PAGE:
# Probability distribution of the median

Suppose $X_1, \dots, X_n$ are $n = 2m+1$ iid discrete random variables. I am wondering how I can calculate the probability distribution of the random variable $$\text{median}(X_1, \dots, X_n)$$ My attempt involved the following reasoning. Suppose that the median turns out to be the value $k$. Then we have to separate the $n$ samples into three different groups: $m$ samples must be $\leq k$, $m$ samples must be $\geq k$, and $1$ sample must equal $k$. Thus, we would obtain the following probability distribution: $$\mathbb{P}(\text{median}(X_1, \dots, X_n) = k) = {n \choose m \; m \; 1} \cdot \mathbb{P}(X_1 \leq k)^m \cdot \mathbb{P}(X_1=k) \cdot \mathbb{P}(X_1 \geq k)^m$$ However, numerical analysis shows that this is wrong; it does not even sum to $1$. Where is the mistake in my reasoning? And is there any way to successfully describe the probability distribution of the random variable $\text{median}(X_1, \dots, X_n)$?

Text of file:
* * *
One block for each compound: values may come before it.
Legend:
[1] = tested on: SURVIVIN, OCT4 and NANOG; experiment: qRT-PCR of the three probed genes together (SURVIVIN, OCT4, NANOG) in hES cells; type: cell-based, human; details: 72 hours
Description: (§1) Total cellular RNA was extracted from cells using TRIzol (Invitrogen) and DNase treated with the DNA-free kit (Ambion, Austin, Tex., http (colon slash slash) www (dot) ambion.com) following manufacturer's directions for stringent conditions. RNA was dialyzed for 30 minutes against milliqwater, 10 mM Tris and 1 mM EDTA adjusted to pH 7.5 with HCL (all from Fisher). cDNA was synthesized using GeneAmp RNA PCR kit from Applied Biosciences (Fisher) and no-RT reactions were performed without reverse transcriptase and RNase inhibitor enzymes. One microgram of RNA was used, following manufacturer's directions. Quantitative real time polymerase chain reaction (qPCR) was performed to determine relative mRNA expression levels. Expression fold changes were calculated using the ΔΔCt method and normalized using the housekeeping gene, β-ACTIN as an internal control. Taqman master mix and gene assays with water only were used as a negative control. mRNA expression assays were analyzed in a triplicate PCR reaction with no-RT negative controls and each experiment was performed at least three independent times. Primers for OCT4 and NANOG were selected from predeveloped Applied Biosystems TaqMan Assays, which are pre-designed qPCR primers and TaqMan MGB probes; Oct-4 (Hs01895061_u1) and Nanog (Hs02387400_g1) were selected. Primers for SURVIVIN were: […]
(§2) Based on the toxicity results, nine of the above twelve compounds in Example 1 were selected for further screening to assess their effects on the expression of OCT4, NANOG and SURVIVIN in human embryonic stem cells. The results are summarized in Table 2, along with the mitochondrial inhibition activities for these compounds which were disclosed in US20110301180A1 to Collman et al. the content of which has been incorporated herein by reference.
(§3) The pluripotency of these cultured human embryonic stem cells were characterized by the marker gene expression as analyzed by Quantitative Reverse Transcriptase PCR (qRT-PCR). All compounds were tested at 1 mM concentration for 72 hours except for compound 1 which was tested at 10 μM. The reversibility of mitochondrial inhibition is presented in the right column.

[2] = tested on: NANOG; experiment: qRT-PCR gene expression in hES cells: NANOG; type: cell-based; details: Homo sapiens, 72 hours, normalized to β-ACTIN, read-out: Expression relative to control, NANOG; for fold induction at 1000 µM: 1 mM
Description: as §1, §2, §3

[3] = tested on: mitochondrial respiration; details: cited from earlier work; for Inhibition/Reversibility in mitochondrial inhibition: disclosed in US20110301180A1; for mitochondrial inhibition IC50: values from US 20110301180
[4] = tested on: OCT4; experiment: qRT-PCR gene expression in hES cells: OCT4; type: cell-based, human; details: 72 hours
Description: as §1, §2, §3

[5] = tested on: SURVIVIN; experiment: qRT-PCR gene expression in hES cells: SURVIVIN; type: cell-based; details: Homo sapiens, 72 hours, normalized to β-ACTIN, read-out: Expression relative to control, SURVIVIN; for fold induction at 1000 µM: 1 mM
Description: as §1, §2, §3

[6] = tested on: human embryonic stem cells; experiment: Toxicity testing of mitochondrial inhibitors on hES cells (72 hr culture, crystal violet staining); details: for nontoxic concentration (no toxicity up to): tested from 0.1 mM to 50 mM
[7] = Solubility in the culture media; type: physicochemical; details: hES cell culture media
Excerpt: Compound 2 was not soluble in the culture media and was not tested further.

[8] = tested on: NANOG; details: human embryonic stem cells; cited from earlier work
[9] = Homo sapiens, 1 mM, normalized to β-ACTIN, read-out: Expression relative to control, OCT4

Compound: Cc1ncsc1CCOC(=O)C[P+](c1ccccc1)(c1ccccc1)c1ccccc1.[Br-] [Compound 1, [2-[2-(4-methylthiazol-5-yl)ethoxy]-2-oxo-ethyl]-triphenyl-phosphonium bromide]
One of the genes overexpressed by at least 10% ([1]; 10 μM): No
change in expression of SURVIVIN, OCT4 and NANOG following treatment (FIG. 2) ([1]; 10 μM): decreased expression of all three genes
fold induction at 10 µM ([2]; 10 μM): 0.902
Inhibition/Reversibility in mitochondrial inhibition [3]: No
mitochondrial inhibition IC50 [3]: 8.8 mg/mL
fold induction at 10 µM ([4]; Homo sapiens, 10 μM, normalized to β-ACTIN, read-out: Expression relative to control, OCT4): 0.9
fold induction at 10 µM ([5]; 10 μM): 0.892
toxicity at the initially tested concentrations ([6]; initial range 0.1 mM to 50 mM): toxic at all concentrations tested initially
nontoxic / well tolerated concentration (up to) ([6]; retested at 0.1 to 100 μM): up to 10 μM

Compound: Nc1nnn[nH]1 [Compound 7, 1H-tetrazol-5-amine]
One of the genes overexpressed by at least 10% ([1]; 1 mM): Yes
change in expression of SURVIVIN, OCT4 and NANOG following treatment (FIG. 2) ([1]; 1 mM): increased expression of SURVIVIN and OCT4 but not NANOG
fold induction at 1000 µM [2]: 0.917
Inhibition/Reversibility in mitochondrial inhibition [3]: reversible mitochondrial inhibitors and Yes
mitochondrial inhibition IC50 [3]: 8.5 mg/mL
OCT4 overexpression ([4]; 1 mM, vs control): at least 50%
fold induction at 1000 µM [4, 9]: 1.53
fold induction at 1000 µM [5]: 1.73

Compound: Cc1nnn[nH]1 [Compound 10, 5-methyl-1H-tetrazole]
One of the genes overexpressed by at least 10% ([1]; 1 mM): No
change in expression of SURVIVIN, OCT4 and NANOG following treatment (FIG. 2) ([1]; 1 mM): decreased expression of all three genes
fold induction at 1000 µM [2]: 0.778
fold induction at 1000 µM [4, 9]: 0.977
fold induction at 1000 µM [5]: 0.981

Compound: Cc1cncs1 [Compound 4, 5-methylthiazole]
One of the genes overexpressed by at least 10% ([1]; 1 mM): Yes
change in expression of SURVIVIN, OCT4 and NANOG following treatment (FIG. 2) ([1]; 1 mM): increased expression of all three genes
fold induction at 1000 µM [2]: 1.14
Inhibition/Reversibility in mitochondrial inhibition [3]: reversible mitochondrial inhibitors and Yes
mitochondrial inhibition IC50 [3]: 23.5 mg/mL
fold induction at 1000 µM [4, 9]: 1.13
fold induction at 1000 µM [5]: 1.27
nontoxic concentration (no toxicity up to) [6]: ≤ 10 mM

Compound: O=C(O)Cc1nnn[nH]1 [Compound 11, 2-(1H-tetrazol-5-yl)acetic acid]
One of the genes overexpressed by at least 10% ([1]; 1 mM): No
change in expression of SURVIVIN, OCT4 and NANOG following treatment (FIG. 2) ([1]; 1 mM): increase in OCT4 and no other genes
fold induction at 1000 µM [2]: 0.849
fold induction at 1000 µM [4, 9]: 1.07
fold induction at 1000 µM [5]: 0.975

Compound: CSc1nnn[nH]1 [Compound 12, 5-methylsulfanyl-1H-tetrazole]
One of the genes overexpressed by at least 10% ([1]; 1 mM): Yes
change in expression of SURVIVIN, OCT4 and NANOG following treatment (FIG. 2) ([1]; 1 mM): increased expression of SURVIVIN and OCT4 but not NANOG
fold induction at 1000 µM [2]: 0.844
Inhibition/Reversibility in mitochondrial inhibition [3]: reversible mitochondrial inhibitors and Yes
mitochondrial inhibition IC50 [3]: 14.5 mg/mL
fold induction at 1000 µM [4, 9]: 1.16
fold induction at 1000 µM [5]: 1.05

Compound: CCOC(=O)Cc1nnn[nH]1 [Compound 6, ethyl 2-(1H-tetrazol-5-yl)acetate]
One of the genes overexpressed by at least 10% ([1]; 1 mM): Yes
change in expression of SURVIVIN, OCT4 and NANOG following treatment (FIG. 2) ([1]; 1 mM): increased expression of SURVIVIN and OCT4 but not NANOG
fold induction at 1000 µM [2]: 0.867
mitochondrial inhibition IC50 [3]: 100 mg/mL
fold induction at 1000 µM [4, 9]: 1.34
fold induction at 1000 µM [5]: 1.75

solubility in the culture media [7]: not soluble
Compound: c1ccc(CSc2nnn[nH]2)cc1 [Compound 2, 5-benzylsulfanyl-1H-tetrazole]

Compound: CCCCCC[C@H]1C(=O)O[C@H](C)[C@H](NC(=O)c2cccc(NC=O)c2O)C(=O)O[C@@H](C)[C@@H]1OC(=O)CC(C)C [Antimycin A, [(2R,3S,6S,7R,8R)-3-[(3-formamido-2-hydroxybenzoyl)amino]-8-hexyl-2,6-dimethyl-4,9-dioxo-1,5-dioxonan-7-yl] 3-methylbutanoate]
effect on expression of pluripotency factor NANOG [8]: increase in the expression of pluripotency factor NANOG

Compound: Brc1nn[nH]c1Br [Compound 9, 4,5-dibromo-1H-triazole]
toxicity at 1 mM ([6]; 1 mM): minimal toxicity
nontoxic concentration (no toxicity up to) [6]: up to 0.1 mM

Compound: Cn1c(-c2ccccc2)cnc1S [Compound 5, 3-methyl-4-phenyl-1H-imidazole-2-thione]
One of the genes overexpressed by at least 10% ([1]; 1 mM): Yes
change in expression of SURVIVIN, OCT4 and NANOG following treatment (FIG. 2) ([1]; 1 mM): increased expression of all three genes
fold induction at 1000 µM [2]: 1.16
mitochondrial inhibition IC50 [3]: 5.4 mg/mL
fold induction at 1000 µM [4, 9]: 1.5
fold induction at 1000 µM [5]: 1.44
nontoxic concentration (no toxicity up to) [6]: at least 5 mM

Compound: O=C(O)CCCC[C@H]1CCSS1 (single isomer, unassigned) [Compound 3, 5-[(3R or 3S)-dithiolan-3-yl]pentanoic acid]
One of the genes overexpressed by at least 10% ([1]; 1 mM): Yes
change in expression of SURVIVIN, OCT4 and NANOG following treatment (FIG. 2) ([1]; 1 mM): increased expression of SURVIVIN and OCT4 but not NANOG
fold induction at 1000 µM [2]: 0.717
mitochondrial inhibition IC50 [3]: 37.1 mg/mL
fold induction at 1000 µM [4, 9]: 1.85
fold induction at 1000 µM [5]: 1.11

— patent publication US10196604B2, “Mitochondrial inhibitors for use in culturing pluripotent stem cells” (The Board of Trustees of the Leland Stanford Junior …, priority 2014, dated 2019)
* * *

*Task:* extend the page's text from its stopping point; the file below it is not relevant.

• Your error is your three groups can overlap. It would be better to say that the median has to separate the $n$ samples into three distinct groups: $m$ or fewer samples must be $\lt k$, and $m$ or fewer samples must be $>k$, and $1$ or more samples must equal $k$. Alternatively have two overlapping groups: $m+1$ or more samples must be $\le k$, and $m+1$ or more samples must be $\ge k$ – Henry Feb 24 '18 at 2:04

You are definitely on the right track. The problem is those stupid situations where multiple $X's$ take the median value. You haven't accounted for those correctly.
It is probably easiest to work with the CDF. The probability that the median is $\le k$ is the probability that at least $m+1$ of the $X$'s are $\le k.$ The combinatorics of this are more straightforward: $$P(\operatorname{Med}(X_i) \le k ) =\sum_{i=m+1}^{n} {n\choose i} P(X\le k)^{i}P(X>k)^{n-i}.$$ Then to get $P(\operatorname{Med}(X_i)=k)$ you can take $P(\operatorname{Med}(X_i)\le k) - P(\operatorname{Med}(X_i)\le k-1).$